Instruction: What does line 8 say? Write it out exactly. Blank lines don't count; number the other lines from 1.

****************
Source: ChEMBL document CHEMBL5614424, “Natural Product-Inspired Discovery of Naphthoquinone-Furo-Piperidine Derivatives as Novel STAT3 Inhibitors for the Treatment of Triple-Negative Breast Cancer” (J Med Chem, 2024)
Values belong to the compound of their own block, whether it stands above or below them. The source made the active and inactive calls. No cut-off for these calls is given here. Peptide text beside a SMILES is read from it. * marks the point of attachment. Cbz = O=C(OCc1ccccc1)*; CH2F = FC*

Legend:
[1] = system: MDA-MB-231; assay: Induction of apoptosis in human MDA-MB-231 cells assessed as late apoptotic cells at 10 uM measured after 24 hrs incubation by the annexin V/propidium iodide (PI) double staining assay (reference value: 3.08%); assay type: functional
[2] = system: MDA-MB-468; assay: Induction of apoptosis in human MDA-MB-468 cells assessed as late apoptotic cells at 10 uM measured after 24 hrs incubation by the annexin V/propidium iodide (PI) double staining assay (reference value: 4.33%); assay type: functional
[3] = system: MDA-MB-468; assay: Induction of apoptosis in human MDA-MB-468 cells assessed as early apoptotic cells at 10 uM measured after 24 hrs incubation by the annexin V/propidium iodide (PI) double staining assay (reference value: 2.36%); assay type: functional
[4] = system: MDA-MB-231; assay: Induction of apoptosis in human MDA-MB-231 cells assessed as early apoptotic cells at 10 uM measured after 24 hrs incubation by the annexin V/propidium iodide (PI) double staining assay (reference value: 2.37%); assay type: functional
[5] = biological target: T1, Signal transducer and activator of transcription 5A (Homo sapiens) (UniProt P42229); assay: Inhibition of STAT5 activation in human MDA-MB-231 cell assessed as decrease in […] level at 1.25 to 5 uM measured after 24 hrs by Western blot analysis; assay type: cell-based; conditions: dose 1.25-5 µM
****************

[5] = biological target: T1, Signal transducer and activator of transcription 5A (Homo sapiens) (UniProt P42229); assay: Inhibition of STAT5 activation in human MDA-MB-231 cell assessed as decrease in […] level at 1.25 to 5 uM measured after 24 hrs by Western blot analysis; assay type: cell-based; conditions: dose 1.25-5 µM